Alcohol has clearly ruined many lives, but consumed in moderation, alcohol alleviates stress, enhances mood, makes us more sociable and provides a much-needed vacation from the burdens of consciousness, he writes. The evidence from lockdowns is hard to determine, and there are studies that show that people who have a “local” – a neighbourhood establishment, serving food and alcohol, that they regularly frequent – enjoy better mental health and are more connected to their communities.

Despite the harm alcohol causes, I hope the courts take as lenient a line as possible on alcohol bans. The issue is not that alcohol does not cause social and personal damage, but that – like the war on smoking – the virtuous effect gradually declines and the creation of an underworld happens extremely quickly. And, of course, huge numbers of people effectively rely on the industry to get by.

In my local Spar, the popularity of pineapples has miraculously and dramatically increased, the owner told me. DM168

This story first appeared in our weekly Daily Maverick 168 newspaper which is available for free to Pick n Pay Smart Shoppers at these Pick n Pay stores.

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  • Alcohol..a medicine in moderation, a cultural norm and economic pillar. Just like few may use a tennis racket to hit their spouse and a car to be reckless with, one does not ban tennis or vehicular travel. Violence and road deaths are part of another social problem. To make restaurant businesses bear the brunt of social ills because of covid is a denial of the real problem that should be dealt with through the channels of law and order. All violence in this country, so far as I can see through the media, currently enjoys relative free reign. So rather begin by giving victims of violence reason and hope for a better society through effective institutions that will actually target the errant among us. This feeble excuse of banning alcohol points to a grim and weak governance.

  • I love a glass of wine before, with, and sometimes even after dinner but if there isn’t any it doesn’t stop me from eating dinner. What’s wrong with aqua vie anyway? Put some more wine in the stew I say.

  • Since we’re likely to be battling Covid-19 for some time to come, and since the purpose of the alcohol ban is to reduce the number of trauma cases admitted to our hospitals, it would make sense to collect data on alcohol related trauma admission so as to understand under exactly what circumstances the consumption of alcohol leads to hospital trauma admissions. Lockdown regulations can then be directed to preventing those specific circumstances, and no others. That way, we can avoid destroying the many livelihoods dependent on the benign consumption of alcohol.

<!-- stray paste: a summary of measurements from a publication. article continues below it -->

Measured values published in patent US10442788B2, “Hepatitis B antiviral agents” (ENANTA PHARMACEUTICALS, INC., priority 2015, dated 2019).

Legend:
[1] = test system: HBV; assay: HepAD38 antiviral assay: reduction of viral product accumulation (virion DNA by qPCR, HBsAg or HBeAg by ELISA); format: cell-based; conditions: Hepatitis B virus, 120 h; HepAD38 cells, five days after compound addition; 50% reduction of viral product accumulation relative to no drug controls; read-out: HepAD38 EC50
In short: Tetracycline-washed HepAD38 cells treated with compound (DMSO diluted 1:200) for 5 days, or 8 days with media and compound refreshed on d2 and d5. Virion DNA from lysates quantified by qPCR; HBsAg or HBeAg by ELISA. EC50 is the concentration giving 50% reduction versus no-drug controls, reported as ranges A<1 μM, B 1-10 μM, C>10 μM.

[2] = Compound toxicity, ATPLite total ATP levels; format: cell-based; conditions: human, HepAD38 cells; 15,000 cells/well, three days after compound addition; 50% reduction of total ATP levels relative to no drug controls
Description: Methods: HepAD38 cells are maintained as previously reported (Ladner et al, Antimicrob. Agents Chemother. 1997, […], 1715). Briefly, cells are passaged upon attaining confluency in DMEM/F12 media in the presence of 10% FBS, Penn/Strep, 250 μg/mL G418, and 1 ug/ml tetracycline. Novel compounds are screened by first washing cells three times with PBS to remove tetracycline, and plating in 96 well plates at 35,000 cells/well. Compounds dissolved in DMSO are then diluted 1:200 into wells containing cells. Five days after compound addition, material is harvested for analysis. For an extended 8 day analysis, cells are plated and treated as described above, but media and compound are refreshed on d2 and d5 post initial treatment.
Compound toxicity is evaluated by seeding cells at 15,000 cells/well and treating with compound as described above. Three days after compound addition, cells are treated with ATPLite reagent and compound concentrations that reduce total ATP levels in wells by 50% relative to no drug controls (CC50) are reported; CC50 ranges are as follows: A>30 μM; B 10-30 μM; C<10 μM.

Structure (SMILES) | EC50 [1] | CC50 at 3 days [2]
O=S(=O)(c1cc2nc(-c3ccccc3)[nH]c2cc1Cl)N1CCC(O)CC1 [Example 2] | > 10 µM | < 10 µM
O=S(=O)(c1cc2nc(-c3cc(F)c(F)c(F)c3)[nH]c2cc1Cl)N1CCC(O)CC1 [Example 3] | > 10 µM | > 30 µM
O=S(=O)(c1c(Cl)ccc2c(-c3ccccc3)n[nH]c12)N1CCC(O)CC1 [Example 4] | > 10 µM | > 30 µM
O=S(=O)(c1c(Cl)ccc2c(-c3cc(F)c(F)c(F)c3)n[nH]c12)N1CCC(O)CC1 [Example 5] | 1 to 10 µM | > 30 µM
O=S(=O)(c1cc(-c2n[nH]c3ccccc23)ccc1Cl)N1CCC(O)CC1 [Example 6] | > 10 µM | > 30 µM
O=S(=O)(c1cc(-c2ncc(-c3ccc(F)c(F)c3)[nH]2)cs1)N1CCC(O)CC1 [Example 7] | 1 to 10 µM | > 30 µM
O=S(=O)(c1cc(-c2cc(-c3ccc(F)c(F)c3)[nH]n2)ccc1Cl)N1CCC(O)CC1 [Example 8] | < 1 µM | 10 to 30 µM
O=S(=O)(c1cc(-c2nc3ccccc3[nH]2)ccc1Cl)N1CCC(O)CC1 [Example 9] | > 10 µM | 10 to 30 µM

• Mankind needs consciousness/mood alteration. Always has, always will. Rampant use of drug forms other than alcohol illustrate the point. Many of those have more serious side effects, and together with alcohol being ensconced for historical reasons, make us think only of alcohol. Yet alcohol usage has serious side effects too. What is the bet that if something better comes along, it will be viciously opposed?

  • The point of the alcohol ban is to reduce pressure on the health system. For the first time in the hospital’s history, Chris Hani Baragwanath in Johannesburg had zero trauma cases on New Year’s Eve because of the alcohol ban in force. That in itself is astounding, but there must be similar admissions data to evaluate the effectiveness of the alcohol ban for its intended purpose. The doctors working at the coalface, at least the ones I have spoken to, are in support of the ban as an appropriate tool to alleviate demand on hospital beds when they are needed for critical covid patients. Right now, in the middle of the third and most vicious wave, it seems the right time for such a measure. Looking at the number of unnatural deaths as the only yardstick is not a useful way to measure the effectiveness of an alcohol ban (as the author partially concedes) as it does not relate to its primary purpose. It is also not possible for the government to miraculously cure the unhealthy relationship that many South Africans have with drinking in order to protect the health system. Yes, this has been brought into the spotlight and is in urgent need of attention nationally, but will take time and investment to remedy. Taking away the alcohol during high-risk periods is the only sensible route to reducing alcohol-related trauma admissions in the short term. Whether it is lawful is not something I am qualified to comment on, but it will no doubt be challenged in the coming months.